When he died, with no heirs to inherit, John used some of his fortune, 40,000 merks, to establish an almshouse, or 'hospital', The hospital cared for a dozen aged guild members and was managed by a trust which included members of the town council, the guild and ministers of the kirk.

You may be able to make out a statue of John Cowane on the hospital tower. Tradition has it that the statue (named locally as 'Auld Staneybreeks', apparently) comes to life at Hogmanay and dances around the courtyard. In the 18th century, when the old men started being looked after in their own homes, Cowane's Hospital became the Guildhall. In 1832, it was rapidly converted into an isolation hospital during a cholera epidemic when Stirling lost a third of its population. The Hospital foundation remains a charitable trust, supporting education and housing in the local area.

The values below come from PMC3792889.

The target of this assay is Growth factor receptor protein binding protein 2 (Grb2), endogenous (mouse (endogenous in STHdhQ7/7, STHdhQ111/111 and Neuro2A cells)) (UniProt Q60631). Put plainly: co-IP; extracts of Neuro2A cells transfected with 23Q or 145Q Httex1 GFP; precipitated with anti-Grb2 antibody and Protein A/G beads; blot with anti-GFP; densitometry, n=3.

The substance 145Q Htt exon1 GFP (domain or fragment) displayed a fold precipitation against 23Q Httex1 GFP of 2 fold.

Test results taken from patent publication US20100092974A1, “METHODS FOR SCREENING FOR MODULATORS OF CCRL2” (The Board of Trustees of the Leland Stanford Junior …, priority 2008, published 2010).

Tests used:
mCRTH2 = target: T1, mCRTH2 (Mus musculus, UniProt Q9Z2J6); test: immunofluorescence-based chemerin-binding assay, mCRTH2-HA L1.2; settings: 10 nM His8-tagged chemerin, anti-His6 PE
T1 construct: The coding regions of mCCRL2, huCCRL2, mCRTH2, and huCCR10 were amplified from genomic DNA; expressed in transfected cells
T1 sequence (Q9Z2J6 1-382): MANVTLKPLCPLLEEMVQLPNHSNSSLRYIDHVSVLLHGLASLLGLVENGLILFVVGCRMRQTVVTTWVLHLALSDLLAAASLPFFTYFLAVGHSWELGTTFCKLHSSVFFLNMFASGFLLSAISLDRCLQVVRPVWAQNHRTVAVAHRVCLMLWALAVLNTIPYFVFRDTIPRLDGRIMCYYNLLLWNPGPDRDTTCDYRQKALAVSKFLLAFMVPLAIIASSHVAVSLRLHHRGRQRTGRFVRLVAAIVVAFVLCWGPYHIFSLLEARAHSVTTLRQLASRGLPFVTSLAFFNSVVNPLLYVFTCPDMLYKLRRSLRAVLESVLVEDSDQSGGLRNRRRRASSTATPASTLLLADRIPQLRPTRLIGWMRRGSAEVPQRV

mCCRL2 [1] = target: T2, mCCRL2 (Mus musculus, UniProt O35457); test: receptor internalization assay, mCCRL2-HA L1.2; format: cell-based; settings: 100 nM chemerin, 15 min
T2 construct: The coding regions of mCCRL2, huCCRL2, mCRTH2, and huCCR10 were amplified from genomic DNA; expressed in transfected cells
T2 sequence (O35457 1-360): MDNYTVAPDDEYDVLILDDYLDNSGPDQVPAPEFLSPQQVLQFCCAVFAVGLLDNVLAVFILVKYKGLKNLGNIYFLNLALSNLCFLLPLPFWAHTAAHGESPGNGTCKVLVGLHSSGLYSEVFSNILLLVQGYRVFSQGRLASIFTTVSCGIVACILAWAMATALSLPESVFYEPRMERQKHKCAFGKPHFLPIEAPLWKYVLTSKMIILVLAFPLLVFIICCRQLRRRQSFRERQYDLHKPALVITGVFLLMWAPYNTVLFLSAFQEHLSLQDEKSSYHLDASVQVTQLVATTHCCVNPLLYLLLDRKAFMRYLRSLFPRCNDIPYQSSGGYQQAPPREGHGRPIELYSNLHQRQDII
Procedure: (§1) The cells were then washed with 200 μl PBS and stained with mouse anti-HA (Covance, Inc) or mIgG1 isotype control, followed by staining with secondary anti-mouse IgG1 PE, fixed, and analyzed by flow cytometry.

As you walk down the hill from Stirling Castle, you are surrounded by reminders of the past: the old jail, the old grammar school and ancient walls which have survived demolition and once used to enclose elegant formal gardens.








In time, the castle lost its status as a royal residence, the courtiers abandoned the town and life became rather less colourful. It may also have become rather more predictable, indeed, as time went on, significantly safer.

And on a lovely summer's day - quite unlike this one - it looks lovely!